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CSU Archives

Forrest L. Cosby, Sr. Collection MC 10

Biographical Note

Dr. Forrest Lee Cosby, Sr. (1864-1933) began practicing medicine in Columbus in 1899. He later served as Muscogee County health officer and county physician for 27 years, as well as being the head of the county tuberculosis sanatorium which bore his name. At the time of his death he was the head of the county relief organization. Shortly before he died, Cosby came to know George Washington Carver as a result of one of his appearances in Columbus.

Scope and Content

This collection contains letters and newspaper clippings concerning George Washington Carver and his interactions with Dr. Cosby and George Philips.

1932-1941 1 box (.5 l.f.)


Permission to Publish

Permission to publish materials from the Forrest L. Cosby Collection must be obtained from the Columbus State University Archives. Use of the following credit line for publication or exhibit is required:

Forrest L. Cosby Sr. Collection (MC 10)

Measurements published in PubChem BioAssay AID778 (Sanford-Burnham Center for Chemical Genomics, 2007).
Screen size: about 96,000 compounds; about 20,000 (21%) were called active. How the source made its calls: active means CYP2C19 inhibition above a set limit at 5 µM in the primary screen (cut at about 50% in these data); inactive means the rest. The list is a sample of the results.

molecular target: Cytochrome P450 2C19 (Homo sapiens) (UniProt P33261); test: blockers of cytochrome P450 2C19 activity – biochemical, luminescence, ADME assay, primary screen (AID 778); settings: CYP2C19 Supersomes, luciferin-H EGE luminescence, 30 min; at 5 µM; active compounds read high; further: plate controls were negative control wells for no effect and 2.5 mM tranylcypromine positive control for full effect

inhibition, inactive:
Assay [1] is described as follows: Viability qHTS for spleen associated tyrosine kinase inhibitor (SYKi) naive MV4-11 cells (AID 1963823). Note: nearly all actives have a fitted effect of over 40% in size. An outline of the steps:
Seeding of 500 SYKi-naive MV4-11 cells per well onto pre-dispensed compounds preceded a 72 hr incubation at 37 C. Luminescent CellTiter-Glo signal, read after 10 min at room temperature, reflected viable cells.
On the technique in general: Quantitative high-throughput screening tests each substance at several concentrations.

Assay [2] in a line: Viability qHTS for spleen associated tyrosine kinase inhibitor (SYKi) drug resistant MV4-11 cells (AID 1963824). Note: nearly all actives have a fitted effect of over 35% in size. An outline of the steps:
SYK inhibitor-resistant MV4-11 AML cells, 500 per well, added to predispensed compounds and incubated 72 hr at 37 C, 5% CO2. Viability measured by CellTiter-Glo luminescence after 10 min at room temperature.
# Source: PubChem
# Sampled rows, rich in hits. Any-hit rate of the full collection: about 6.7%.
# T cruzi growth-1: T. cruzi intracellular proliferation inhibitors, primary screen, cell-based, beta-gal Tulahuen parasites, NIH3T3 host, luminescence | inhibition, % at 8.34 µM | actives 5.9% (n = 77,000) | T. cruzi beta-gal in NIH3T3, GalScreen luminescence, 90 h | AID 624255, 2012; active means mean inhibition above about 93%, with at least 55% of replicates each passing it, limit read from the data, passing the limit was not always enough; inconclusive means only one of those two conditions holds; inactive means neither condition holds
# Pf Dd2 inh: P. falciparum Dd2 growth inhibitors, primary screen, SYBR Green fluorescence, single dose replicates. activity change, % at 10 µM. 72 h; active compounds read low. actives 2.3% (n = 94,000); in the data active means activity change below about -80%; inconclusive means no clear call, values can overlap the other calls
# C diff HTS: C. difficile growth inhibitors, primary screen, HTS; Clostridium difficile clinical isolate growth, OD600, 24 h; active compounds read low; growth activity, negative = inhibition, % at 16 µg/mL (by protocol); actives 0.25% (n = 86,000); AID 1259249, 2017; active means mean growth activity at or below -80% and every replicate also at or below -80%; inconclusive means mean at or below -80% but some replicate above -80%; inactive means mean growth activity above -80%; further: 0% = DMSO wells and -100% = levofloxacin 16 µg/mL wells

Columbus StateUniversity Archives
Columbus,Georgia


Provenance

Donated by Ninette Rogers in 1976.


Box 1

Folder 1 – Contains 6 letters from George Washington Carver, Tuskegee Institute, to Dr. Forrest L. Cosby and to George Philips. They discuss Carver's visit to Columbus and visits to him in Tuskegee, as well as the deaths of Dr. and Mrs. Cosby and Carver's reaction to them. These letters express Carver's appreciation of how he was treated by the Cosbys and the Philips, and also refer to difficulties he faced in life “. . . due to my complexion . . “ as he says in the letter dated July 11, 1933. There is also a postcard from M. Siddalingaiya to Dr. Cosby giving him his address in Bangalore,India. (October 13, 1932-July 11, 1933)

Letter from George Washington Carver to George Philips, July 11, 1933

Folder 2 – Newspaper clippings about the life and death of George Washington Carver, including his meeting with Henry Ford in 1940 (1930s-1941)

Item 3 – Newspaper clippings concerning the illness and death of Dr. Cosby, glued to cardboard (1933)